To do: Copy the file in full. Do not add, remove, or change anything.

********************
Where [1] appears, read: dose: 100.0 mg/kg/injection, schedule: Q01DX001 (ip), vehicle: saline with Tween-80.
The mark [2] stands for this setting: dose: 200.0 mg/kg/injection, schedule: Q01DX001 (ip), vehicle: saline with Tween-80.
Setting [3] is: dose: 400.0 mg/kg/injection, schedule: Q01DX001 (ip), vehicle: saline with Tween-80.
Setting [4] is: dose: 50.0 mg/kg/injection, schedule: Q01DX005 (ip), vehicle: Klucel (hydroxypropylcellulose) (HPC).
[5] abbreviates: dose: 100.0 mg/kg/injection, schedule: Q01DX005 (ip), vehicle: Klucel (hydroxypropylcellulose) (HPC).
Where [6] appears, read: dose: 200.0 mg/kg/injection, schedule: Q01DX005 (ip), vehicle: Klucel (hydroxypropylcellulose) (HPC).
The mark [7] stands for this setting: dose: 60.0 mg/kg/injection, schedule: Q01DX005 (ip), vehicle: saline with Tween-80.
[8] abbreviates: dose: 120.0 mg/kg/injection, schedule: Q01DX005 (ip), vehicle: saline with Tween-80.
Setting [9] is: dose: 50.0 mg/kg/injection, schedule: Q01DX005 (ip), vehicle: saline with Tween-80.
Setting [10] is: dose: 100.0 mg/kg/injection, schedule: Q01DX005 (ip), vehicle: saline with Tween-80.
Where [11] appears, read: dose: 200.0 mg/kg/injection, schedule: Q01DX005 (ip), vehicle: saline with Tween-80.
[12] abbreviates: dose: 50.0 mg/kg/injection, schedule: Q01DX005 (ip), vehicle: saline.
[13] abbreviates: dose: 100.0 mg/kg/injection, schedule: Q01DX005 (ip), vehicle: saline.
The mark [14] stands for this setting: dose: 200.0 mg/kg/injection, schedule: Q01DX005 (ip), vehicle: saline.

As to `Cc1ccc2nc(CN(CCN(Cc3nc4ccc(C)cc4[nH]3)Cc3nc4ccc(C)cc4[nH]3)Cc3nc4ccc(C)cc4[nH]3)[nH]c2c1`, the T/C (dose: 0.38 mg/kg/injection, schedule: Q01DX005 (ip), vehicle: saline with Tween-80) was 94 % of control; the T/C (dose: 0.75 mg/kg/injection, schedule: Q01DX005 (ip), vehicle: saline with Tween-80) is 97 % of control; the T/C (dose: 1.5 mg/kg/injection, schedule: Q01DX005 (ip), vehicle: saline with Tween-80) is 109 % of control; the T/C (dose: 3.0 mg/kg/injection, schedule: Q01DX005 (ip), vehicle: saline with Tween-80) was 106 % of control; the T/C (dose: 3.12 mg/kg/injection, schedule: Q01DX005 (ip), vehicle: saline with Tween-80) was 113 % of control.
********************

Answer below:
Where [1] appears, read: dose: 100.0 mg/kg/injection, schedule: Q01DX001 (ip), vehicle: saline with Tween-80.
The mark [2] stands for this setting: dose: 200.0 mg/kg/injection, schedule: Q01DX001 (ip), vehicle: saline with Tween-80.
Setting [3] is: dose: 400.0 mg/kg/injection, schedule: Q01DX001 (ip), vehicle: saline with Tween-80.
Setting [4] is: dose: 50.0 mg/kg/injection, schedule: Q01DX005 (ip), vehicle: Klucel (hydroxypropylcellulose) (HPC).
[5] abbreviates: dose: 100.0 mg/kg/injection, schedule: Q01DX005 (ip), vehicle: Klucel (hydroxypropylcellulose) (HPC).
Where [6] appears, read: dose: 200.0 mg/kg/injection, schedule: Q01DX005 (ip), vehicle: Klucel (hydroxypropylcellulose) (HPC).
The mark [7] stands for this setting: dose: 60.0 mg/kg/injection, schedule: Q01DX005 (ip), vehicle: saline with Tween-80.
[8] abbreviates: dose: 120.0 mg/kg/injection, schedule: Q01DX005 (ip), vehicle: saline with Tween-80.
Setting [9] is: dose: 50.0 mg/kg/injection, schedule: Q01DX005 (ip), vehicle: saline with Tween-80.
Setting [10] is: dose: 100.0 mg/kg/injection, schedule: Q01DX005 (ip), vehicle: saline with Tween-80.
Where [11] appears, read: dose: 200.0 mg/kg/injection, schedule: Q01DX005 (ip), vehicle: saline with Tween-80.
[12] abbreviates: dose: 50.0 mg/kg/injection, schedule: Q01DX005 (ip), vehicle: saline.
[13] abbreviates: dose: 100.0 mg/kg/injection, schedule: Q01DX005 (ip), vehicle: saline.
The mark [14] stands for this setting: dose: 200.0 mg/kg/injection, schedule: Q01DX005 (ip), vehicle: saline.

As to `Cc1ccc2nc(CN(CCN(Cc3nc4ccc(C)cc4[nH]3)Cc3nc4ccc(C)cc4[nH]3)Cc3nc4ccc(C)cc4[nH]3)[nH]c2c1`, the T/C (dose: 0.38 mg/kg/injection, schedule: Q01DX005 (ip), vehicle: saline with Tween-80) was 94 % of control; the T/C (dose: 0.75 mg/kg/injection, schedule: Q01DX005 (ip), vehicle: saline with Tween-80) is 97 % of control; the T/C (dose: 1.5 mg/kg/injection, schedule: Q01DX005 (ip), vehicle: saline with Tween-80) is 109 % of control; the T/C (dose: 3.0 mg/kg/injection, schedule: Q01DX005 (ip), vehicle: saline with Tween-80) was 106 % of control; the T/C (dose: 3.12 mg/kg/injection, schedule: Q01DX005 (ip), vehicle: saline with Tween-80) was 113 % of control.